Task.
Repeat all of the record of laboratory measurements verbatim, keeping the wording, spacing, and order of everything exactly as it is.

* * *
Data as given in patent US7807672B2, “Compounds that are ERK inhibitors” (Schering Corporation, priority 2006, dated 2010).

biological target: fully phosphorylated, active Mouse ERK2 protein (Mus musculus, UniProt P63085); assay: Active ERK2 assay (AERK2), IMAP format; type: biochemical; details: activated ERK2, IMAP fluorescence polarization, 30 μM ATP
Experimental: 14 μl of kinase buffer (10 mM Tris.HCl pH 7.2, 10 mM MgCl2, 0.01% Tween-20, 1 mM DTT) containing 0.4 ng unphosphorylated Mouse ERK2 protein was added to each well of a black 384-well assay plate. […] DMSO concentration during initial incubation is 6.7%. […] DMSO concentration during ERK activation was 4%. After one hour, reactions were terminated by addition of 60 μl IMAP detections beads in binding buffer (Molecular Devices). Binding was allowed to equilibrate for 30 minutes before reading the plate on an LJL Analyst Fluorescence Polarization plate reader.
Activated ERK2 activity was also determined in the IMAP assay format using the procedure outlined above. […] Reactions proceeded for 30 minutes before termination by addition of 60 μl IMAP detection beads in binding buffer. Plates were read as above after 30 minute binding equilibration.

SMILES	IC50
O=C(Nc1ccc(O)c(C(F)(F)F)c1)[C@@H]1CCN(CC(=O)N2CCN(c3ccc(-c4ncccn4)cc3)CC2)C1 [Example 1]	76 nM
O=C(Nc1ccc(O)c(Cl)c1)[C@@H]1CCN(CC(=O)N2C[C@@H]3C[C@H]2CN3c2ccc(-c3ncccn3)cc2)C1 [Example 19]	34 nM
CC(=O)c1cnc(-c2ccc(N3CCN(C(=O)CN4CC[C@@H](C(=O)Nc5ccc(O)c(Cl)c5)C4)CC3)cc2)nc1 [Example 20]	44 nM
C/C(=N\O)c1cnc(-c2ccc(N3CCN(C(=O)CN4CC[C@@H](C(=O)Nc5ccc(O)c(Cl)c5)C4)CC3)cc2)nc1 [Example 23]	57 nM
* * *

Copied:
Data as given in patent US7807672B2, “Compounds that are ERK inhibitors” (Schering Corporation, priority 2006, dated 2010).

biological target: fully phosphorylated, active Mouse ERK2 protein (Mus musculus, UniProt P63085); assay: Active ERK2 assay (AERK2), IMAP format; type: biochemical; details: activated ERK2, IMAP fluorescence polarization, 30 μM ATP
Experimental: 14 μl of kinase buffer (10 mM Tris.HCl pH 7.2, 10 mM MgCl2, 0.01% Tween-20, 1 mM DTT) containing 0.4 ng unphosphorylated Mouse ERK2 protein was added to each well of a black 384-well assay plate. […] DMSO concentration during initial incubation is 6.7%. […] DMSO concentration during ERK activation was 4%. After one hour, reactions were terminated by addition of 60 μl IMAP detections beads in binding buffer (Molecular Devices). Binding was allowed to equilibrate for 30 minutes before reading the plate on an LJL Analyst Fluorescence Polarization plate reader.
Activated ERK2 activity was also determined in the IMAP assay format using the procedure outlined above. […] Reactions proceeded for 30 minutes before termination by addition of 60 μl IMAP detection beads in binding buffer. Plates were read as above after 30 minute binding equilibration.

SMILES	IC50
O=C(Nc1ccc(O)c(C(F)(F)F)c1)[C@@H]1CCN(CC(=O)N2CCN(c3ccc(-c4ncccn4)cc3)CC2)C1 [Example 1]	76 nM
O=C(Nc1ccc(O)c(Cl)c1)[C@@H]1CCN(CC(=O)N2C[C@@H]3C[C@H]2CN3c2ccc(-c3ncccn3)cc2)C1 [Example 19]	34 nM
CC(=O)c1cnc(-c2ccc(N3CCN(C(=O)CN4CC[C@@H](C(=O)Nc5ccc(O)c(Cl)c5)C4)CC3)cc2)nc1 [Example 20]	44 nM
C/C(=N\O)c1cnc(-c2ccc(N3CCN(C(=O)CN4CC[C@@H](C(=O)Nc5ccc(O)c(Cl)c5)C4)CC3)cc2)nc1 [Example 23]	57 nM